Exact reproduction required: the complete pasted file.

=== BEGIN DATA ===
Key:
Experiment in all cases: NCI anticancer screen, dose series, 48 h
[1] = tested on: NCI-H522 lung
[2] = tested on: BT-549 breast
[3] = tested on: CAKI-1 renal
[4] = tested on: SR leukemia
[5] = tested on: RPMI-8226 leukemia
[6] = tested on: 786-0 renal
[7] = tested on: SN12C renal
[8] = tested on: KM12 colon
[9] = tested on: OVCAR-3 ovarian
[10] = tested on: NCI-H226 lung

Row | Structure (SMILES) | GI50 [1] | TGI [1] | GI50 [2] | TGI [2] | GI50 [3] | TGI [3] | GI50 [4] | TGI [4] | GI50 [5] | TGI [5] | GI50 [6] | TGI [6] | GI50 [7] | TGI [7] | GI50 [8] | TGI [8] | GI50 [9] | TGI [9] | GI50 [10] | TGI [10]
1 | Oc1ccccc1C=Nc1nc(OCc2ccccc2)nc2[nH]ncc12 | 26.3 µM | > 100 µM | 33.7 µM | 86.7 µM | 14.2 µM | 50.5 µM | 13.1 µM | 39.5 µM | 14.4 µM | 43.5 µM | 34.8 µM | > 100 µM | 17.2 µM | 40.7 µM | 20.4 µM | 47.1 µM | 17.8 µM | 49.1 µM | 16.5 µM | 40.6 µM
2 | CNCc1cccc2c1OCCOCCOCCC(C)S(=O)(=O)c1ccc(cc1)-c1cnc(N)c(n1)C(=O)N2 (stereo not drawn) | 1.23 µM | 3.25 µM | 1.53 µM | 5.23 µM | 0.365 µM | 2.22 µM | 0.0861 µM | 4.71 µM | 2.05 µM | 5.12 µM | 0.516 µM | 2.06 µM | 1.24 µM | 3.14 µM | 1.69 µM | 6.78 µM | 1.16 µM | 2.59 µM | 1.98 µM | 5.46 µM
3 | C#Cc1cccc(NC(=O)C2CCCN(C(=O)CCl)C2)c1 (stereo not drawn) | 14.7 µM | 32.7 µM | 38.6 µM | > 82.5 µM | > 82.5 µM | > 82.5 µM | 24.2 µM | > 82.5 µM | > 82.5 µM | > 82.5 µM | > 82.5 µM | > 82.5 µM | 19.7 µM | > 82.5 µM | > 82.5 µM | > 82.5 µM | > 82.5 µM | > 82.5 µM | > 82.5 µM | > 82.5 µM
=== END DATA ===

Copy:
Key:
Experiment in all cases: NCI anticancer screen, dose series, 48 h
[1] = tested on: NCI-H522 lung
[2] = tested on: BT-549 breast
[3] = tested on: CAKI-1 renal
[4] = tested on: SR leukemia
[5] = tested on: RPMI-8226 leukemia
[6] = tested on: 786-0 renal
[7] = tested on: SN12C renal
[8] = tested on: KM12 colon
[9] = tested on: OVCAR-3 ovarian
[10] = tested on: NCI-H226 lung

Row | Structure (SMILES) | GI50 [1] | TGI [1] | GI50 [2] | TGI [2] | GI50 [3] | TGI [3] | GI50 [4] | TGI [4] | GI50 [5] | TGI [5] | GI50 [6] | TGI [6] | GI50 [7] | TGI [7] | GI50 [8] | TGI [8] | GI50 [9] | TGI [9] | GI50 [10] | TGI [10]
1 | Oc1ccccc1C=Nc1nc(OCc2ccccc2)nc2[nH]ncc12 | 26.3 µM | > 100 µM | 33.7 µM | 86.7 µM | 14.2 µM | 50.5 µM | 13.1 µM | 39.5 µM | 14.4 µM | 43.5 µM | 34.8 µM | > 100 µM | 17.2 µM | 40.7 µM | 20.4 µM | 47.1 µM | 17.8 µM | 49.1 µM | 16.5 µM | 40.6 µM
2 | CNCc1cccc2c1OCCOCCOCCC(C)S(=O)(=O)c1ccc(cc1)-c1cnc(N)c(n1)C(=O)N2 (stereo not drawn) | 1.23 µM | 3.25 µM | 1.53 µM | 5.23 µM | 0.365 µM | 2.22 µM | 0.0861 µM | 4.71 µM | 2.05 µM | 5.12 µM | 0.516 µM | 2.06 µM | 1.24 µM | 3.14 µM | 1.69 µM | 6.78 µM | 1.16 µM | 2.59 µM | 1.98 µM | 5.46 µM
3 | C#Cc1cccc(NC(=O)C2CCCN(C(=O)CCl)C2)c1 (stereo not drawn) | 14.7 µM | 32.7 µM | 38.6 µM | > 82.5 µM | > 82.5 µM | > 82.5 µM | 24.2 µM | > 82.5 µM | > 82.5 µM | > 82.5 µM | > 82.5 µM | > 82.5 µM | 19.7 µM | > 82.5 µM | > 82.5 µM | > 82.5 µM | > 82.5 µM | > 82.5 µM | > 82.5 µM | > 82.5 µM